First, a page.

The success of Star Wars lit a fire under Paramount, which invested a lot in developing Star Trek: Phase II. What’s especially interesting is that the show never had a chance. Announced in the summer of 1977, it was clear by early August that Paramount’s fourth network didn’t have the support to ever get off the ground. In the book Star Trek: Phase II — The Lost Series, the Reeves-Stevens write that Paramount’s then chief Michael Eisner decided in a meeting Aug. 3 that the pitch for the pilot “In Thy Image” was feature worthy and in that moment the series was dead. But it was a secret kept in that meeting for four long months, during which time scripts were written that would never be produced and sets half-built while behind-the-scenes machinations progressed on the real project, which was the feature. The great expense was apparently justified by the idea that if Paramount decided a year after the feature to return to TV, they’d have a dozen scripts already in the can and ready to go.
Meanwhile, the production cast Stephen Collins as Decker, Persis Khambatta as Ilia and David Gautreax as Xon. Coming on as director was Robert Wise, a true Hollywood legend who started as an editor on Citizen Kane before directing such classics as The Day the Earth Stood Still, The Sound of Music and West Side Story. Heck, even Leonard Nimoy agreed to come back, demoting Gautreaux to a cameo as the commander of the Epsilon 9 station in the final movie.
It looked at this point like a feature would be smooth sailing, but the production was anything but. The script, first and foremost, needed to be updated to work as a feature. Veteran TV writer Harold Livingston was brought on board and began running afoul of Roddenberry, who constantly interfered in the scripting process by poorly rewriting pages that didn’t need it and setting everything back with substandard work. Livingston quit and was re-hired several times by Eisner and Jeffrey Katzenberg. Roddenberry, it seems, was trying to earn a screenplay credit by any means necessary, with his rewrites providing evidence he could submit to the WGA to earn that credit — and the money that came with it. (Roddenberry pulled a similar stunt with original series composer Alexander Courage, writing lyrics to the show’s theme song that were never meant to be used as a way to earn half the writing credit and therefore half the royalties from the tune. Courage never again worked on Star Trek.) Final writing credits went to Foster for story and Livingston for screenplay. You can read one version of the script here.
So production began without a finished script, which is never a good idea. With the movie shot almost exclusively on sound stages, production proceeded largely in story order. That explains why the movie’s plot is so vague for so long, treading water with lengthy re-introductions of the crew members and the USS Enterprise. DeForest Kelley’s Dr. Leonard “Bones” McCoy, as usual, point out the idiocy of this with one of the movie’s best lines: “Why is any object we don’t understand always called a thing?”
At some point, clauses in the contracts of Shatner and Nimoy kicked in to give them story approval, so production slowed down again as everyone tried to figure out an ending to the movie. There were reportedly days where scenes were written in the morning for the cast and crew to shoot later that day.
The ending they did come up with is actually pretty good, though the middle of the movie is a serious slog. The alien object is revealed to be Earth’s primitive Voyager 6 probe, given the ability by an advanced race of alien machines to complete it mission of gathering all data possible and returning it to its creator. Along the way, it amassed so much data it became sentient. But it lacks the emotional side it needs to move to the next level. So V’ger seeks to merge with its creator, which it does with Decker, and moves into the next realms.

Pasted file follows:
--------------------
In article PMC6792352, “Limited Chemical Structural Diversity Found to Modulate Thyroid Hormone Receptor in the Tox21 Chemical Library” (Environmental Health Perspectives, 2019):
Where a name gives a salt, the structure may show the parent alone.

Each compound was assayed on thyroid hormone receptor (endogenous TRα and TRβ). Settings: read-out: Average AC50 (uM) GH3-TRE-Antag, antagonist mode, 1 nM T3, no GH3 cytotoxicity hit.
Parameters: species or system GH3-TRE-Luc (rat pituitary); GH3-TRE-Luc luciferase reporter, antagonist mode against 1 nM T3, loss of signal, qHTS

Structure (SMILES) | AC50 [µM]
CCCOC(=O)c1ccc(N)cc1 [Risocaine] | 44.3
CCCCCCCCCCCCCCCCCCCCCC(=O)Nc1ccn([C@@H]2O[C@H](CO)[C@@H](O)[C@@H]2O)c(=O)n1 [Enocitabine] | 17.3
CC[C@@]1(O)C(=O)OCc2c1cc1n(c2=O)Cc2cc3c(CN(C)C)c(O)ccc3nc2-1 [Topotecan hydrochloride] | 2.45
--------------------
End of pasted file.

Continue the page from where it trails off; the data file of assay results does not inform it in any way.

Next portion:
Having finished principal photography, Star Trek: The Motion Picture moved into its next disastrous phase: creating the visual effects. Again, Star Wars and Close Encounters of the Third Kind had pushed visual effects to a new level and shown their storytelling potential. And in the wake of Luke Skywalker’s rush down the Death Star trench, there was no way effects like those used on the original Star Trek series or on more recent efforts like 2001: A Space Odyssey or Space: 1999 were going to cut it. But George Lucas and his team at ILM, which created those effects and innovated those techniques, were working on The Empire Strikes Back. That meant Star Trek: The Motion Picture had to go elsewhere to find work that lived up to that level — a very tall order.
By all accounts, the original effects team, Robert Abel & Associates, spent somewhere north of a million dollars and had produced almost no usable footage. Adding to the pressure, Paramount pre-sold the movie to exhibitors, who had forked over significant advances for the right to screen the finished movie on Dec. 7, 1979. That money had helped Paramount finance the movie, but it also meant the release date couldn’t budge. It was a mad scramble to finish the movie and several important shots and major sequences got lost in the shuffle.
Wise also was battling the studio over the final cut of the film, with the studio pushing a version that featured more of the expensive VFX it was paying for while Wise was trying to balance the story. The mad race to finish the movie left Wise without a chance to test screen the movie with an audience, which he said for years afterward would have helped improve the balance of VFX spectacle and story.
Standing out as a triumph amid this scramble is the iconic score composed by Jerry Goldsmith. Reportedly, Goldsmith’s original score was found lacking by Roddenberry, Wise and the Paramount brass. They wanted a triumphant theme along the lines of John Williams’ score for — you guessed it — Star Wars. Goldsmith came up with a theme on the spot that satisfied everyone and went on to become an iconic part of Trek’s musical history, returning in subsequent features and as the theme for Star Trek: The Next Generation.
Finishing the film truly came down to the wire. Final effects sequences were cut by hand into each individual print of the movie on a Paramount soundstage occupied by hundreds of film canisters waiting to be shipped out. Wise himself carried the print shown at the Washington, D.C., premiere with him on his flight out of Los Angeles.
Fan reaction could be summed up as disappointed but grateful for the movie’s existence. The box office results were not in Star Wars territory, but they did reveal an audience existed for Star Trek. And the movie turned a profit despite the studio calculating a then-record production budget of $44 million that — fair or not — included all the development costs of Star Trek: Phase II and likely all the way back to the early 1970s.
That success opened the door for more Star Trek, albeit versions that were much less extravagant.
Next: Is the movie any good? And why?